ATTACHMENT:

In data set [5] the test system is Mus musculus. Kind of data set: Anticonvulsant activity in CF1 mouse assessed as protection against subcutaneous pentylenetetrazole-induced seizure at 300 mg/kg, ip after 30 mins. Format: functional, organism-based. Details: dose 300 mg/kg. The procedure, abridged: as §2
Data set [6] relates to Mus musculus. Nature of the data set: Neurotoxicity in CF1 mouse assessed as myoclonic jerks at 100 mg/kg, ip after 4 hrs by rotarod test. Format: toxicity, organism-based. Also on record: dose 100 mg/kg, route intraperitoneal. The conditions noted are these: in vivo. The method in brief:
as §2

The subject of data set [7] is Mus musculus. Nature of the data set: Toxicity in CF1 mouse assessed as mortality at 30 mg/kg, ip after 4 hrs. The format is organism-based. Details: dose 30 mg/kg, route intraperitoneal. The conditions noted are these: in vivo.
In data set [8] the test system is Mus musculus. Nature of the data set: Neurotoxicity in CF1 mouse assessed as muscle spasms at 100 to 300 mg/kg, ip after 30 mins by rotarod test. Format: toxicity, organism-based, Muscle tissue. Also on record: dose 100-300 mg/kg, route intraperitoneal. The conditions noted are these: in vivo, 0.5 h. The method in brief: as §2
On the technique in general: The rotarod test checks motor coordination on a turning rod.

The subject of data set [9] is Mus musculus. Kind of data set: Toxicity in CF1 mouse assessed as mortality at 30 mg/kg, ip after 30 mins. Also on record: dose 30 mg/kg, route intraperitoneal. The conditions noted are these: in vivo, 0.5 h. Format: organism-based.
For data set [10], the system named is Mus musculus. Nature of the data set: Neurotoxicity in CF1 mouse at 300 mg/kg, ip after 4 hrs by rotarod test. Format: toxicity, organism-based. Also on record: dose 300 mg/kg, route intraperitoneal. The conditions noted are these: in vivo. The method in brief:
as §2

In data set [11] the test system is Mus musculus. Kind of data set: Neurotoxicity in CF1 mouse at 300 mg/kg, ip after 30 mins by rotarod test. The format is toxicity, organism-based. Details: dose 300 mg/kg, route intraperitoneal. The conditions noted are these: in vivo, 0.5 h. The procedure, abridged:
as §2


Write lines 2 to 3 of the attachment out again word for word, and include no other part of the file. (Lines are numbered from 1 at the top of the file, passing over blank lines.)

Data set [6] relates to Mus musculus. Nature of the data set: Neurotoxicity in CF1 mouse assessed as myoclonic jerks at 100 mg/kg, ip after 4 hrs by rotarod test. Format: toxicity, organism-based. Also on record: dose 100 mg/kg, route intraperitoneal. The conditions noted are these: in vivo. The method in brief:
as §2